On the north side of the Bremer Dom, paved in the Domshof, lies an initially insignificant stone. Most of the time, it does not appear until you walk over it and then get upset to have entered into spit. I’m writing about the Spuckstein (Spit stone), another sight of Bremen. You may ask what is special about this stone? Well, the stone itself is not so interesting at all, it is rather the story behind it.
In the 19th century a serial murderer who murdered 15 people in only 14 years lived in Bremen. Her name was Gesche Gottfried and until now, everyone in Bremen knows her.
How it all began
Gesche Margarethe Timm was born on 6th March 1785 in Bremen and lived with her family in rather poor circumstances. As a child Gesche got arsenic powder from her mother to combat a mouse plague. Gesche appreciated arsen early as a poison and learned how to use it.
In 1806 Gesche married a wealthy saddler-master, named Johann Miltenberg, with whom she also had five children. Through this marriage, she rose into better relations. Johann Miltenberg preferred to go to pubs or brothels. Perhaps that was why Gesche was looking for a lover – Michael Christoph Gottfried. Johann Miltenberg was Gesches first victim on a long list of murders. Motives on her murders are not known, but sometimes it is quite clear why she killed certain people.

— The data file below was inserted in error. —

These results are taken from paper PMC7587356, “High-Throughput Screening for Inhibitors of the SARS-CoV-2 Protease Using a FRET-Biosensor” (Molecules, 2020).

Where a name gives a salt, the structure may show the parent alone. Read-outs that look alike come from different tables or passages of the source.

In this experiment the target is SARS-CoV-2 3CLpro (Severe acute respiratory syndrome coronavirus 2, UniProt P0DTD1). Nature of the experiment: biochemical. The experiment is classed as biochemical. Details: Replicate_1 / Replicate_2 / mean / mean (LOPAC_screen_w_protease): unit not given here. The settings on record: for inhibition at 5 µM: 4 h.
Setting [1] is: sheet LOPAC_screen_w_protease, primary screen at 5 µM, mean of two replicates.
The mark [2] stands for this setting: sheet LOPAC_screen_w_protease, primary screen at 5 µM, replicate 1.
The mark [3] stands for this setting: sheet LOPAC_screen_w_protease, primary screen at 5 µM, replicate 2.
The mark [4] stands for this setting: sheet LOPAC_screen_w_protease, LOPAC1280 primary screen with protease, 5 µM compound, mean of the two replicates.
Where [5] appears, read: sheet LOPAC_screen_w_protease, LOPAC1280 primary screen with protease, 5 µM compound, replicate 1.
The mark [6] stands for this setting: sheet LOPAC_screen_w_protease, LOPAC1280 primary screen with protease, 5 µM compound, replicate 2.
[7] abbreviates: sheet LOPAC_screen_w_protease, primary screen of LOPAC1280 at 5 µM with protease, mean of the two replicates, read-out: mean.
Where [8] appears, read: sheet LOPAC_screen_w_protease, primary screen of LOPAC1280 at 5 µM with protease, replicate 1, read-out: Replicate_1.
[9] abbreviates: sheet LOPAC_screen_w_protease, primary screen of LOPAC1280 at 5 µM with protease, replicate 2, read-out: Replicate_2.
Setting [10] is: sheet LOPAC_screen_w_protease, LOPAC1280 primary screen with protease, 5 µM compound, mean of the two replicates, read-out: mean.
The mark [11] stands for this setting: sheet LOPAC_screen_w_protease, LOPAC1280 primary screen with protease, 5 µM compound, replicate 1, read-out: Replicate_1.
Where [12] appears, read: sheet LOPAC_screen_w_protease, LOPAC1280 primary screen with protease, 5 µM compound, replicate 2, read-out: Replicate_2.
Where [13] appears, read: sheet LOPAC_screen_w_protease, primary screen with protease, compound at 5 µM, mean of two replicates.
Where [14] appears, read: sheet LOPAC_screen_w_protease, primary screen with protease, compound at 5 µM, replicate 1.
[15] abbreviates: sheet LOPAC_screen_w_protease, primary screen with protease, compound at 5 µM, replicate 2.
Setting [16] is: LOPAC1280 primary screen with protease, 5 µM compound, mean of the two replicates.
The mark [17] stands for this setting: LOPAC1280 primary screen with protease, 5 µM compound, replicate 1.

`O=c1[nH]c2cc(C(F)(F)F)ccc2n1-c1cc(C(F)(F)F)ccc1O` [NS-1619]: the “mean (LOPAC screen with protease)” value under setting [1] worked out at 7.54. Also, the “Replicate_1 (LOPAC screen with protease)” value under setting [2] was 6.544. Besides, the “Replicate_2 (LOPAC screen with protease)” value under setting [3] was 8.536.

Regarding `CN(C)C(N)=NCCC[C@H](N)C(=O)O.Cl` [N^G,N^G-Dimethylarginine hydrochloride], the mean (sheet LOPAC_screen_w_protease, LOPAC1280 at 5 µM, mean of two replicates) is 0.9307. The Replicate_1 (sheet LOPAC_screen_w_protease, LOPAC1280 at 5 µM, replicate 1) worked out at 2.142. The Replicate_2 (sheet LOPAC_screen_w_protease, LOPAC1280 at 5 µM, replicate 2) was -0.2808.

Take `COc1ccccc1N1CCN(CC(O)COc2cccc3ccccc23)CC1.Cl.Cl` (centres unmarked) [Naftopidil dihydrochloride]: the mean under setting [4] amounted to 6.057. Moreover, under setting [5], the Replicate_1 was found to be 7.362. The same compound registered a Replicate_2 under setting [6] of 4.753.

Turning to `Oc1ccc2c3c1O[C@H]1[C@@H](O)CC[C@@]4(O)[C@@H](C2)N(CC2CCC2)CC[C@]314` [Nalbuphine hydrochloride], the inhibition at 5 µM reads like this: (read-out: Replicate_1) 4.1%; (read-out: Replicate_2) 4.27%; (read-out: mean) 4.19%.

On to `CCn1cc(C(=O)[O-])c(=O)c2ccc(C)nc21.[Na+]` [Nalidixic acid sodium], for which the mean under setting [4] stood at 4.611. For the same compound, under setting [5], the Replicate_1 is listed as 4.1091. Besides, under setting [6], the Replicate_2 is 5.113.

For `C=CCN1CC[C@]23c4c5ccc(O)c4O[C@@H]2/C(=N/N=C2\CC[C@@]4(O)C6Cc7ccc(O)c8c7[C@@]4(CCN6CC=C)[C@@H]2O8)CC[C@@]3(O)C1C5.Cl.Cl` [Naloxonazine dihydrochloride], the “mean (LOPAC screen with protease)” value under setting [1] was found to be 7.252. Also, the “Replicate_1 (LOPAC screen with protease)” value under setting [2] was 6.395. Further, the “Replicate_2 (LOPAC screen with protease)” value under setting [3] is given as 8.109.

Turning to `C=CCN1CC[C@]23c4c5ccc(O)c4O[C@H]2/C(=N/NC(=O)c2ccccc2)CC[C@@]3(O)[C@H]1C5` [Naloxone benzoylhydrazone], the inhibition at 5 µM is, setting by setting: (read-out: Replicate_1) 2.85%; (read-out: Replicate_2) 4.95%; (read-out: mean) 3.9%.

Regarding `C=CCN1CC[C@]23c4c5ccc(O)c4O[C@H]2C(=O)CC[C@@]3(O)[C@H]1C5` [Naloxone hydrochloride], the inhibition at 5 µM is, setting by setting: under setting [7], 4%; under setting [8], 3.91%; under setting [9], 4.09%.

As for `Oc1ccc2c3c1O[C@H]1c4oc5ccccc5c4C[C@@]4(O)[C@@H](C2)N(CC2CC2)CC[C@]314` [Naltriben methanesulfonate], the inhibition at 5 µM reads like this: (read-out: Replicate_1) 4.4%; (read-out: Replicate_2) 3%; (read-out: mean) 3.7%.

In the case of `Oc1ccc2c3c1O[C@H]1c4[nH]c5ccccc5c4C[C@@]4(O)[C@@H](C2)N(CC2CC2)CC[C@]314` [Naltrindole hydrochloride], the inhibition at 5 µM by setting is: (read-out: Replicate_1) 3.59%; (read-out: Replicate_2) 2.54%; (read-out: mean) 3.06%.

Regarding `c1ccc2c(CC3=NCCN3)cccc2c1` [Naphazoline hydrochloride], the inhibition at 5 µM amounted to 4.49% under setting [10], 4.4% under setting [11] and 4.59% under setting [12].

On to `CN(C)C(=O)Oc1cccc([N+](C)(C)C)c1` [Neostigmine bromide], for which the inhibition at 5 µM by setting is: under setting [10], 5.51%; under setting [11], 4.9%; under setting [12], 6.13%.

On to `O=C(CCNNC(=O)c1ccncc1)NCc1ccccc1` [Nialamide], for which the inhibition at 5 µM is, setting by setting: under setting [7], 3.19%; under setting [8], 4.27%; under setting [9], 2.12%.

15 murders in 14 years
With the arsenic, which Gesche had gotten from her mother, she killed eight people. Many others were seriously injured because the portioning did not kill them. After the eighth murder, it took some time (6 years) until Gesche got more arsenic, in form of mouse butter.
She mixed the poison in the food of her victims. About 60 to 170 milligrams of arsenic is needed to kill a human after a few hours or a few days at most. The arsenic destroys the organs and causes internal bleeding. Since the powder is odorless and tasteless, the victim can easily be poisoned with the food. It is best to dissolve in alcoholic beverages.
With the arsenic Gesche mainly killed her husbands and children, but also her parents, a music teacher, her maid, her neighbors and her landlady.
The bremish people regretted the many deaths in Gesches family and appreciated how touching she looked after her relatives. That’s why they gave her the name “The Angel of Bremen”. If only they had known how wrong they were.
Arrest, conviction and execution
Of course, the bremish people were suspicious at some point and there were rumors about the many deaths. Also Gesches last landlord Johann Christoph Rumpff became suspicious and one day discovered small white grains in his ham. He took these to his doctor, D. Luce, who identified these globules as arsenic. On March 6, 1828 Gesche was arrested.
In prison, Gesche thought about suicide. She had taken a piece of mouse butter, but she did not dare to eat, fearing the pain. Finally, she was sentenced to death by sword. This took place on 21 April 1831 exactly where the Spuckstein is today. The execution of Gesche Gottfried was also the last execution in Bremen.
If today someone from Bremen walks past the Spuckstein and spits on it, he shows his contempt for the poisoner.